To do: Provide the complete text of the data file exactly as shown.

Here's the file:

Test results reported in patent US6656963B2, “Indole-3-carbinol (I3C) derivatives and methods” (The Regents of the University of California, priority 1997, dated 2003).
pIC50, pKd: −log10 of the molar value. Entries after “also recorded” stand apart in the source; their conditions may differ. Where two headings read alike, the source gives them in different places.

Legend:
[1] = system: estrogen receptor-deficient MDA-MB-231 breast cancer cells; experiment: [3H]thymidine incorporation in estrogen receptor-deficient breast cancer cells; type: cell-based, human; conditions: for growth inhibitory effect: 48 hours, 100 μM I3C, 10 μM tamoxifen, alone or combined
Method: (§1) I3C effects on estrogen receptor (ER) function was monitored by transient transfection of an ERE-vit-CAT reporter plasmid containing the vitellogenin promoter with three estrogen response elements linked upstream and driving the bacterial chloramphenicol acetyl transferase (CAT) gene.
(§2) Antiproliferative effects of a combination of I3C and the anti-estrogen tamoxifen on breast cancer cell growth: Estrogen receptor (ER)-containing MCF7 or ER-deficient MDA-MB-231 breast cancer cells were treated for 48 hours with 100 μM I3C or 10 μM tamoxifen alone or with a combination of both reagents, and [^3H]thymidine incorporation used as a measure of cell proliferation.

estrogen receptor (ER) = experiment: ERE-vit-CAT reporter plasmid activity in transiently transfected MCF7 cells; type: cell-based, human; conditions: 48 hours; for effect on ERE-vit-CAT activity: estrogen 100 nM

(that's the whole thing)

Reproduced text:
Test results reported in patent US6656963B2, “Indole-3-carbinol (I3C) derivatives and methods” (The Regents of the University of California, priority 1997, dated 2003).
pIC50, pKd: −log10 of the molar value. Entries after “also recorded” stand apart in the source; their conditions may differ. Where two headings read alike, the source gives them in different places.

Legend:
[1] = system: estrogen receptor-deficient MDA-MB-231 breast cancer cells; experiment: [3H]thymidine incorporation in estrogen receptor-deficient breast cancer cells; type: cell-based, human; conditions: for growth inhibitory effect: 48 hours, 100 μM I3C, 10 μM tamoxifen, alone or combined
Method: (§1) I3C effects on estrogen receptor (ER) function was monitored by transient transfection of an ERE-vit-CAT reporter plasmid containing the vitellogenin promoter with three estrogen response elements linked upstream and driving the bacterial chloramphenicol acetyl transferase (CAT) gene.
(§2) Antiproliferative effects of a combination of I3C and the anti-estrogen tamoxifen on breast cancer cell growth: Estrogen receptor (ER)-containing MCF7 or ER-deficient MDA-MB-231 breast cancer cells were treated for 48 hours with 100 μM I3C or 10 μM tamoxifen alone or with a combination of both reagents, and [^3H]thymidine incorporation used as a measure of cell proliferation.

estrogen receptor (ER) = experiment: ERE-vit-CAT reporter plasmid activity in transiently transfected MCF7 cells; type: cell-based, human; conditions: 48 hours; for effect on ERE-vit-CAT activity: estrogen 100 nM